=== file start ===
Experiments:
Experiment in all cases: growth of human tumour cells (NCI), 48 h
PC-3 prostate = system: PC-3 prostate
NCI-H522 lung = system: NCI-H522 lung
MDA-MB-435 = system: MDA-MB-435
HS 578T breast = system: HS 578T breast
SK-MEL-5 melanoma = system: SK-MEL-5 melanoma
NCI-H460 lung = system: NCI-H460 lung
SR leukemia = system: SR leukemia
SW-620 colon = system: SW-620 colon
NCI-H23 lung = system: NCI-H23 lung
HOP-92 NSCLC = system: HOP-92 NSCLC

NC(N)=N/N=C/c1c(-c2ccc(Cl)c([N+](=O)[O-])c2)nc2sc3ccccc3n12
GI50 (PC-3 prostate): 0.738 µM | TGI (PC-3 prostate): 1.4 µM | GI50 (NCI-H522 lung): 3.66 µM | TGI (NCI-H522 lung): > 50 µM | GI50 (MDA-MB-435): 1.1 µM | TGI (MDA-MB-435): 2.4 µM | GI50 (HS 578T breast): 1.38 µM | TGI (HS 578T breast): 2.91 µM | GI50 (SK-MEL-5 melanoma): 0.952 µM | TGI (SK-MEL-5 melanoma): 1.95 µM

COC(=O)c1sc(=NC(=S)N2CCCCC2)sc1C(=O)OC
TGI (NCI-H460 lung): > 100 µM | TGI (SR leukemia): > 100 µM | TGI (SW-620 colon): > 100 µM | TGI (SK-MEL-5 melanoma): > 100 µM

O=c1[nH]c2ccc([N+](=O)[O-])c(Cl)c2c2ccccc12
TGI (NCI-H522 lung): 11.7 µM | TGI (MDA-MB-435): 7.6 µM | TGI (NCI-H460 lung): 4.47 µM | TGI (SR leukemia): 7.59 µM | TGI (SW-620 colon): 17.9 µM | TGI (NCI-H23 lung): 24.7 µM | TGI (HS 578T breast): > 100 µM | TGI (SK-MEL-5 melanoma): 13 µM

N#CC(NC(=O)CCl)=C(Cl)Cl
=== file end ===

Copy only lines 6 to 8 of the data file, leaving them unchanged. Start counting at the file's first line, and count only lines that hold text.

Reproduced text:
HS 578T breast = system: HS 578T breast
SK-MEL-5 melanoma = system: SK-MEL-5 melanoma
NCI-H460 lung = system: NCI-H460 lung